The Winter Garden by Heidi Swain: Laughter, tears, smiles and the warmth of community spirit are guaranteed from start to finish - book review -

Meet the adorable Freya Fuller and her rescue dog Nell as they leave behind grief and heartache to dig out a new life in warm and welcoming Nightingale Square.

Wednesday, 14th October 2020, 7:00 am
The Winter Garden
The Winter Garden

Light the fire, cuddle up close and escape into the warm glow of wintertime and Christmas with the much-loved queen of feelgood Heidi Swain.

Anyone who has read and loved Swain’s gorgeous novels, Sunshine and Sweet Peas in Nightingale Square and Poppy’s Recipe for Life, will already know the small community living in a cosy corner of the bustling city of Norwich.

Swain, who lives with her family in picturesque south Norfolk, won thousands of hearts with her enchanting stories set in Wynbridge, the fictional Fenland town where love blossoms whatever the season.

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And now she has found an idyllic city hideaway for heartwarming and entertaining stories which showcase her talent for blending escapist romance, culinary and horticultural delights, and a perfectly imagined cast of characters, with some real-life challenges in the modern world.

So if you yearn to catch up with some familiar names – and a few new ones – then meet the adorable Freya Fuller and her rescue dog Nell as they leave behind grief and heartache to dig out a new life in warm and welcoming Nightingale Square.

Freya is living her dream, working as a live-in, hands-on gardener on a beautiful Suffolk estate. But when the elderly owner, Eloise Thurlow-Forbes, dies, Freya loses not just her boss but her friend and mentor and finds herself forced out of her job and her home with nowhere to go and just Eloise’s now unwanted rescue whippet Nell by her side.

Quite by chance, she hears on the radio about a job for a gardener to create a winter garden at Prosperous Place, a large mansion in Norwich which has a community space called Grow-Well for the residents of nearby Nightingale Square.

Freya, who has no formal training, has been emotionally estranged from her parents for years. As owners of a successful landscape gardening business, they disapprove of her hands-dirty, connect-with-nature approach to the job.

But Luke and Kate, who own Prosperous Place, are impressed with Freya’s belief in embracing nature and she’s soon moving to Nightingale Square and helping to create a beautiful winter garden that will be open to the public in time for Christmas.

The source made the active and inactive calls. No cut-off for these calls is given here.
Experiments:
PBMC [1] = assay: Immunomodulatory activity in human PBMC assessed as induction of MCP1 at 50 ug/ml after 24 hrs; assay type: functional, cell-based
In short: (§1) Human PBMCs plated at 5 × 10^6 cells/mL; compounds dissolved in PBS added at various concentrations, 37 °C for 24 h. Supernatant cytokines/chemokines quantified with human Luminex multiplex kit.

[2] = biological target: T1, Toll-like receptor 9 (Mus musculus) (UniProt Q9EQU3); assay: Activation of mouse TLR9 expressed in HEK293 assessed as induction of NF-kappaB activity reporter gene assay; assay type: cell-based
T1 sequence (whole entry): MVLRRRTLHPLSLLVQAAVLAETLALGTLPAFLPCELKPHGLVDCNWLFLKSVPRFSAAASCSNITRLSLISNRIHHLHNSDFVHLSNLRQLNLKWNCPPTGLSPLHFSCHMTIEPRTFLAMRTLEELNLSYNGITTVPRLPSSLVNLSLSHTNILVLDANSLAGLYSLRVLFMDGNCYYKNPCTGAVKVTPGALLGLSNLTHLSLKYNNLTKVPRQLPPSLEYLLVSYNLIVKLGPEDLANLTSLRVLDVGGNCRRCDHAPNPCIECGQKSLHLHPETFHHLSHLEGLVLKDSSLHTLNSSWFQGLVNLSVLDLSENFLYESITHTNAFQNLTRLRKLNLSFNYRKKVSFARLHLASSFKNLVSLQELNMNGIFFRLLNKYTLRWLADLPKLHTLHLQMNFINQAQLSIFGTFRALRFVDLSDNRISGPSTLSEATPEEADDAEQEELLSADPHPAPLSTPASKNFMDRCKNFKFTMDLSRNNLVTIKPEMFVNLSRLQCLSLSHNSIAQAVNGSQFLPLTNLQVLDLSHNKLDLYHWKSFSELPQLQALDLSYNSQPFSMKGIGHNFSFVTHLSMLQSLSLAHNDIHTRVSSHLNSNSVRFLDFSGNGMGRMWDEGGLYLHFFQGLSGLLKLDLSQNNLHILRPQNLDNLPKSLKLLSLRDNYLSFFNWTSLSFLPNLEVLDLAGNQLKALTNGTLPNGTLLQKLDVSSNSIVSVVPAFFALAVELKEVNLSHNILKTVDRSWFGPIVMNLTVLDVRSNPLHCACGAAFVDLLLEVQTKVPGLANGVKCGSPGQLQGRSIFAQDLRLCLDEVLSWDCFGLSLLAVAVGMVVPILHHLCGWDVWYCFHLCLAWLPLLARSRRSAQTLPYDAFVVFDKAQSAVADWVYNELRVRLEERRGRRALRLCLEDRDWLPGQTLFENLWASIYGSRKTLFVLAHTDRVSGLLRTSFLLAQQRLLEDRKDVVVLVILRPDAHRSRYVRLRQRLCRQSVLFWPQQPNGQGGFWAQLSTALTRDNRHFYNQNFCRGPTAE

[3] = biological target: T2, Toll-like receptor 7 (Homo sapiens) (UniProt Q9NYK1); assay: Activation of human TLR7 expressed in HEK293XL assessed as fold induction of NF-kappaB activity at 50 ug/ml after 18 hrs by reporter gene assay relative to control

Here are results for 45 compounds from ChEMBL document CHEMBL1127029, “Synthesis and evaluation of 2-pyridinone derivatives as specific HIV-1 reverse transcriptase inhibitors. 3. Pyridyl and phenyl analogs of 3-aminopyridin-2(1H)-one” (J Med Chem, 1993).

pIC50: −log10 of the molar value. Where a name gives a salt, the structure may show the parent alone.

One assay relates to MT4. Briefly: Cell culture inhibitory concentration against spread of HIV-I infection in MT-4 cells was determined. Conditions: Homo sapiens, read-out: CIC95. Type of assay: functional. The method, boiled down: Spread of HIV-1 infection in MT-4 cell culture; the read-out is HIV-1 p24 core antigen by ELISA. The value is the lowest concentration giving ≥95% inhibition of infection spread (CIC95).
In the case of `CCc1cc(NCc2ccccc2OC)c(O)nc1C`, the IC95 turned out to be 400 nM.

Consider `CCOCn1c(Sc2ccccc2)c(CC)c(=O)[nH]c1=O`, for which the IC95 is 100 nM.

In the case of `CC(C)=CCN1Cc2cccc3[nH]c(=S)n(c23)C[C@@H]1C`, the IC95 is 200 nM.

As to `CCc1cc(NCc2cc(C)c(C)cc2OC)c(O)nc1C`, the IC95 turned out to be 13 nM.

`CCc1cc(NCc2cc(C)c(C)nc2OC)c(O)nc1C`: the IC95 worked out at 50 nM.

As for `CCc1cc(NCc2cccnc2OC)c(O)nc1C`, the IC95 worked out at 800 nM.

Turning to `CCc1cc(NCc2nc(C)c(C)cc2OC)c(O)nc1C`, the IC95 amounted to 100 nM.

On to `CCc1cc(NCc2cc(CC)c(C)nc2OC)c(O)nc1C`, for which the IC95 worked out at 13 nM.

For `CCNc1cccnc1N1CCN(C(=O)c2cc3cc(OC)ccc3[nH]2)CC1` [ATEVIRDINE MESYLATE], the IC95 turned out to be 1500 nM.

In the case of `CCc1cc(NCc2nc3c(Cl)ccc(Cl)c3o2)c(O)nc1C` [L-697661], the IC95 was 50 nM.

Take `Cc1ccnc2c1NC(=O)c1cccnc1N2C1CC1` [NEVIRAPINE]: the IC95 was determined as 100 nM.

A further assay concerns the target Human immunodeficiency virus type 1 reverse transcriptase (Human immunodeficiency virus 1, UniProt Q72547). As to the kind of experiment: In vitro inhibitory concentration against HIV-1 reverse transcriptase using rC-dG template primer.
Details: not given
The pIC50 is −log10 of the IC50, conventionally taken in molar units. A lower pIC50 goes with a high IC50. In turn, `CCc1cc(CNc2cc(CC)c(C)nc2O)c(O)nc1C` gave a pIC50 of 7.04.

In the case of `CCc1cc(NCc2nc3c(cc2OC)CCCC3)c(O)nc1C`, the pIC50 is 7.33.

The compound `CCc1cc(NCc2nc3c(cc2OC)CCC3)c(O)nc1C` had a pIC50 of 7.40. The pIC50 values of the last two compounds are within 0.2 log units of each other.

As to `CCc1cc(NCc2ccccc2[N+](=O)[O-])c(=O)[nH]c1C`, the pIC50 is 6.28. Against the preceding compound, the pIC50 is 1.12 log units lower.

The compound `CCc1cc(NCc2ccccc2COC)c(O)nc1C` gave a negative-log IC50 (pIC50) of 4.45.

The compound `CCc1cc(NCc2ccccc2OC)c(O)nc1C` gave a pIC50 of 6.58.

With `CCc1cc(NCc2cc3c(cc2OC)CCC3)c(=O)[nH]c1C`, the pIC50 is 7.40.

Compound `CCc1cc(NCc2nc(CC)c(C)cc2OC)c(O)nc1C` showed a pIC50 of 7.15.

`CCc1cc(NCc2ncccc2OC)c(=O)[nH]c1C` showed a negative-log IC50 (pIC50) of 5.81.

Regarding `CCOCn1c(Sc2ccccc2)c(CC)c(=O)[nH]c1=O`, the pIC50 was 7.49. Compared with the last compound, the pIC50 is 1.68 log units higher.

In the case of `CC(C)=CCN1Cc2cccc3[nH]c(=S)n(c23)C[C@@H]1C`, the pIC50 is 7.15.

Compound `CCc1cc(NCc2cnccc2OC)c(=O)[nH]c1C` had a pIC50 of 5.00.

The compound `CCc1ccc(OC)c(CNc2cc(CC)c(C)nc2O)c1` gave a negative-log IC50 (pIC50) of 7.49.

And there’s a warm welcome from all the residents in Nightingale Square, except troubled Finn, the fiery artist who looks like a Viking and is just as fierce, who has been commissioned by Luke to make sculptures for the new garden.

No matter how hard Freya and Finn try, they just can’t seem to get along, and working together to bring the winter garden to life quickly becomes a struggle for them both. Will they be able to put their differences aside in time for Christmas or will the arrival of a face from Freya’s past send peace hopes spiralling?

Bestseller Swain is on her best magic-making form as Freya’s new life takes root amidst a shower of horticultural dramas, mishaps, misunderstandings… and snowfalls. But love – whether that is the love of friends and family or romantic love – is always in the air in Nightingale Square, and laughter, tears, smiles and the warmth of community spirit are guaranteed from start to finish.

As well as getting the latest news on Kate, Luke, Poopy, Ryan and the other characters from Nightingale Square who make our visits there such a delight, we can also share some moving moments as both Freya and the ‘supersized god in human form’ Finn finally face up to the old divisions that blight their lives.

Add on Swain’s sensitive exploration of grittier issues like seasonal affective disorder and mental health problems, the gardeners’ paradise conjured up in Prosperous Place, and the group of friends who have lit up the lives of readers, and you have the blooming tastiest dish of the Christmas season!

(Simon & Schuster, paperback, £7.99)